Zara’s recently launched capsule lipstick collection marks the retailer’s first foray into makeup, indicating a continuation of its strategy to conquer beauty, a category at time. Given the retailer’s successfully expanded fragrance line, Zara is well positioned to deliver a credible beauty proposition. However, greater product visibility and marketing is needed to drive awareness of the range and create greater excitement for shoppers.

The lipstick range, inspired by prolific catwalk make-up artist Pat McGrath’s Autumn/Winter ’18 colours, plays to Zara’s greatest strength of replicating high-end trends for the mass market. However, an understated launch of the collection is a missed opportunity for the retailer to make a bolder impact in beauty and create additional interest in stores over the seasonal period.

Zara has underestimated the importance of impulse and product experimentation when buying lipstick and the opportunity to test products in stores is not available to shoppers. A price point of £9.99 for a lipstick or £19.99 for a set, in line with established cosmetics brands L’Oreal and NYX, requires the opportunity to sample. Offering sample sized product with clothing purchases would also allow for testing opportunities.

Online, product images showing models wearing the lipsticks, styled in complimentary Zara clothing pieces, help to elevate the range giving it a premium aesthetic, however, this needs to be more visible through the homepage and main product pages to drive better shopper awareness. Linking from clothing product pages where the models are seen wearing the lipstick colours, to the lipstick product pages, will help to drive interest and impulse purchases of the collection.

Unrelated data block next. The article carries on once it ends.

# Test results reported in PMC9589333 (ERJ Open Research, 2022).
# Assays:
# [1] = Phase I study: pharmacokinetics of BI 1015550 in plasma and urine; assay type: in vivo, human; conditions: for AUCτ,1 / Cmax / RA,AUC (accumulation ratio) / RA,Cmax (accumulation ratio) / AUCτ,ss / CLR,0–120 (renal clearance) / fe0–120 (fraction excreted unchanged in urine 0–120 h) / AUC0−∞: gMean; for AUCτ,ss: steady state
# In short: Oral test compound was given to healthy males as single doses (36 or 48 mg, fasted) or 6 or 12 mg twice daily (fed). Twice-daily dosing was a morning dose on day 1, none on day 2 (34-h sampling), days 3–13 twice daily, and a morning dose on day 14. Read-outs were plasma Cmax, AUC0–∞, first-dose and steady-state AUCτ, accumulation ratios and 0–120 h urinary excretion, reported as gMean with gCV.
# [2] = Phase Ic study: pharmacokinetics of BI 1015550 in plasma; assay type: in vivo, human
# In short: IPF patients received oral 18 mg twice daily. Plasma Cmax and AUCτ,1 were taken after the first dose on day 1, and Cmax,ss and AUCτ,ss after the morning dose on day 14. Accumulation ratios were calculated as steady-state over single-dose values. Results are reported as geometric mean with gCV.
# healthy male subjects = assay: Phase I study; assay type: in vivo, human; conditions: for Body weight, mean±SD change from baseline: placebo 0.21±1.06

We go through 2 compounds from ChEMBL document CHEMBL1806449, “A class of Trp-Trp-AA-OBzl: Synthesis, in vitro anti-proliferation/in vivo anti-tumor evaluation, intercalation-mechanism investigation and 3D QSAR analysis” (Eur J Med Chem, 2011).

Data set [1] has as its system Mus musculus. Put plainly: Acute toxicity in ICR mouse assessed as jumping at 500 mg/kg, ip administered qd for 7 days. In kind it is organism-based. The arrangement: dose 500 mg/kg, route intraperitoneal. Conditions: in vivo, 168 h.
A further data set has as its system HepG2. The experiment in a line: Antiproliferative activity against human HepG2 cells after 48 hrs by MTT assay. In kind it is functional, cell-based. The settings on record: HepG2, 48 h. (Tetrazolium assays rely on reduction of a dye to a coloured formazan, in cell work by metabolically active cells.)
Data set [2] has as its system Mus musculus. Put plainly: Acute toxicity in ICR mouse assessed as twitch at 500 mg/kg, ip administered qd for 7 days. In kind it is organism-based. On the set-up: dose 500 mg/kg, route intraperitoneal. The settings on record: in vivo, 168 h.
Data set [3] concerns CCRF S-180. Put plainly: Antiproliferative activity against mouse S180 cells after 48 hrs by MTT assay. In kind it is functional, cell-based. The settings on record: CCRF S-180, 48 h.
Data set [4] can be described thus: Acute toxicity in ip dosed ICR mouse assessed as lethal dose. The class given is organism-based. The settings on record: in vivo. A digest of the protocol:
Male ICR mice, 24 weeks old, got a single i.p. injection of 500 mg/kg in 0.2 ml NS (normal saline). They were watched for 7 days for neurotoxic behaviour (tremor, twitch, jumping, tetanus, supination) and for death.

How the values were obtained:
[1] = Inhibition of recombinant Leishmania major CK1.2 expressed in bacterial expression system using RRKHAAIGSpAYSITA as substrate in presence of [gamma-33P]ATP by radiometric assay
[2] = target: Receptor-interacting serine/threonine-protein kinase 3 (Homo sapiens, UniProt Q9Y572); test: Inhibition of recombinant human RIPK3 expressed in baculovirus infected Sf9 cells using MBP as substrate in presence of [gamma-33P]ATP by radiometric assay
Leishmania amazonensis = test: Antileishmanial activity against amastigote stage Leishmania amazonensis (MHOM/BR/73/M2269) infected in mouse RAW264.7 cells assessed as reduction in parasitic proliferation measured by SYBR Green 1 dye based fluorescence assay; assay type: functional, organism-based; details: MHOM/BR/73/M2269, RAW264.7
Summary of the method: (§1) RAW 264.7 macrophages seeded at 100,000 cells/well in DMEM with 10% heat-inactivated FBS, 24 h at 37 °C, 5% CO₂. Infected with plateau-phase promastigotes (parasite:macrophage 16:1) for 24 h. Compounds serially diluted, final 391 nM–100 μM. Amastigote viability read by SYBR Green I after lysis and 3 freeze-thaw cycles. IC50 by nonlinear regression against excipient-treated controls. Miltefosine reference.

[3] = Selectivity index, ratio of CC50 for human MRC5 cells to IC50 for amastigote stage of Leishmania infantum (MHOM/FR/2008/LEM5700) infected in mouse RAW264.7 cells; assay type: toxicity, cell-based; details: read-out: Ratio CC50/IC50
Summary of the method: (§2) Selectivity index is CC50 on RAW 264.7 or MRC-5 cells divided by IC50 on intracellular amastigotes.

Shoppers are accustomed to engaging with content showing make-up application and personalisation, for example, to show how colours will look on different skin tones, therefore tutorials or backstage videos showing how the lipsticks were used in the Zara AW18 campaign would increase the brand’s beauty credentials.

Sales of health & beauty products through clothing specialist fashion retailers are forecast to grow by 30.1% between 2018-2023 and overall spend on colour cosmetics will reach £2.3bn.

While retailers including H&M, Topshop and New Look have been eager to ride the wave of beauty expansion for some years now, a saturated market means that beauty is not necessarily an easy win for fashion retailers. New Look significantly scaled back its beauty product range this year as shoppers. In contrast, Zara’s capsule range has strong brand potential and offers a defined proposition.

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